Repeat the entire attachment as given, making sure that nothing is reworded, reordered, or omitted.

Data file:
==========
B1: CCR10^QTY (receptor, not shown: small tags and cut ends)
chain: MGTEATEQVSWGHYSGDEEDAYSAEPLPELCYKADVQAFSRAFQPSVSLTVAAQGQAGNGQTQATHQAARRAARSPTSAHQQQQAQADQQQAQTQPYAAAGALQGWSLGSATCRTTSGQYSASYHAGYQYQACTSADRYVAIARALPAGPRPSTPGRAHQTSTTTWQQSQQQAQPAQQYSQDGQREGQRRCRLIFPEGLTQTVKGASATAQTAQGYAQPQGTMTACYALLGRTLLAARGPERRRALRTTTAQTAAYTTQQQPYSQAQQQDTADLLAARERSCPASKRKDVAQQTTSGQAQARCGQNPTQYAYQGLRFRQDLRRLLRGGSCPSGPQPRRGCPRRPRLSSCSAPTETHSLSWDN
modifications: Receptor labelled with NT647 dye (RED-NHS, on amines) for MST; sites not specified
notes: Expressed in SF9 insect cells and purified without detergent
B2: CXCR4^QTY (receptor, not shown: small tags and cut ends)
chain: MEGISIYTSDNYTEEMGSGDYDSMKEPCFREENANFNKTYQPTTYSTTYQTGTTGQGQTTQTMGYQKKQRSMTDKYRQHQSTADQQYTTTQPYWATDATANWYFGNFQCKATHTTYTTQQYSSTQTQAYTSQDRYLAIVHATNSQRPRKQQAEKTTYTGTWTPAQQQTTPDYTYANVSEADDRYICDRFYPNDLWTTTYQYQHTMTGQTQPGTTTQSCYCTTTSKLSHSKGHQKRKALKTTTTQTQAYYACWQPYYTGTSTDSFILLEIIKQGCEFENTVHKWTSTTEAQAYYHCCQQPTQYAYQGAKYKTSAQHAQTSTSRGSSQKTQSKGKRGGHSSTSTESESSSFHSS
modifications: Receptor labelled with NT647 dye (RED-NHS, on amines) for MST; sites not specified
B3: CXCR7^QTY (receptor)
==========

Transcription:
B1: CCR10^QTY (receptor, not shown: small tags and cut ends)
chain: MGTEATEQVSWGHYSGDEEDAYSAEPLPELCYKADVQAFSRAFQPSVSLTVAAQGQAGNGQTQATHQAARRAARSPTSAHQQQQAQADQQQAQTQPYAAAGALQGWSLGSATCRTTSGQYSASYHAGYQYQACTSADRYVAIARALPAGPRPSTPGRAHQTSTTTWQQSQQQAQPAQQYSQDGQREGQRRCRLIFPEGLTQTVKGASATAQTAQGYAQPQGTMTACYALLGRTLLAARGPERRRALRTTTAQTAAYTTQQQPYSQAQQQDTADLLAARERSCPASKRKDVAQQTTSGQAQARCGQNPTQYAYQGLRFRQDLRRLLRGGSCPSGPQPRRGCPRRPRLSSCSAPTETHSLSWDN
modifications: Receptor labelled with NT647 dye (RED-NHS, on amines) for MST; sites not specified
notes: Expressed in SF9 insect cells and purified without detergent
B2: CXCR4^QTY (receptor, not shown: small tags and cut ends)
chain: MEGISIYTSDNYTEEMGSGDYDSMKEPCFREENANFNKTYQPTTYSTTYQTGTTGQGQTTQTMGYQKKQRSMTDKYRQHQSTADQQYTTTQPYWATDATANWYFGNFQCKATHTTYTTQQYSSTQTQAYTSQDRYLAIVHATNSQRPRKQQAEKTTYTGTWTPAQQQTTPDYTYANVSEADDRYICDRFYPNDLWTTTYQYQHTMTGQTQPGTTTQSCYCTTTSKLSHSKGHQKRKALKTTTTQTQAYYACWQPYYTGTSTDSFILLEIIKQGCEFENTVHKWTSTTEAQAYYHCCQQPTQYAYQGAKYKTSAQHAQTSTSRGSSQKTQSKGKRGGHSSTSTESESSSFHSS
modifications: Receptor labelled with NT647 dye (RED-NHS, on amines) for MST; sites not specified
B3: CXCR7^QTY (receptor)